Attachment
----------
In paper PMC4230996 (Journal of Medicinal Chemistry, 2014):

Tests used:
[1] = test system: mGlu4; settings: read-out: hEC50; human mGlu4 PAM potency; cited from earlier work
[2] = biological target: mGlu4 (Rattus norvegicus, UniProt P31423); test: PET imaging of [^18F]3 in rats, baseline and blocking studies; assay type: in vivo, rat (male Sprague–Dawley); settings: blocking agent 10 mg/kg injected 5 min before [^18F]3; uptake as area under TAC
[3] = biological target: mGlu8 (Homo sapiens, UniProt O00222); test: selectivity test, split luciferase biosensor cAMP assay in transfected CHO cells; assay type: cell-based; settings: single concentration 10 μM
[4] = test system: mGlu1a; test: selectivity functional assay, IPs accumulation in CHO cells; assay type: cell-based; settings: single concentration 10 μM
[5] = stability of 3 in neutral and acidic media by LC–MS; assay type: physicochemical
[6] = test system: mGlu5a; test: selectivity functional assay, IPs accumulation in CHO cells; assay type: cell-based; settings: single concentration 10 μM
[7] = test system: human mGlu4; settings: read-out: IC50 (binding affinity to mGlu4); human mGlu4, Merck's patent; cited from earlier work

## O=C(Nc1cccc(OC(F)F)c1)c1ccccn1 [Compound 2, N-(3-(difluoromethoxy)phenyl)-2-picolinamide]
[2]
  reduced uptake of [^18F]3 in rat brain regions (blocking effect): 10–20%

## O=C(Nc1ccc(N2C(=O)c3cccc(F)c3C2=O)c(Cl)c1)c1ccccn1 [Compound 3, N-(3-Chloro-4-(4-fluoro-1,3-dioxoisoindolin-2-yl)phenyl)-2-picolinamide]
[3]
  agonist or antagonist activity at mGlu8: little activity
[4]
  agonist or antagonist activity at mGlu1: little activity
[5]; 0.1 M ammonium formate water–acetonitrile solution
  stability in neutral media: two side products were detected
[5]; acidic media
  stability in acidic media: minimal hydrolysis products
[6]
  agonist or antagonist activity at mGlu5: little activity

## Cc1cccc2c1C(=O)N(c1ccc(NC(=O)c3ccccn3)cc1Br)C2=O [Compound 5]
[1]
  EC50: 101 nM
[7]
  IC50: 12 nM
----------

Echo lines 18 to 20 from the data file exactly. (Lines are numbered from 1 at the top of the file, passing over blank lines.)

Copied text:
[5]; 0.1 M ammonium formate water–acetonitrile solution
  stability in neutral media: two side products were detected
[5]; acidic media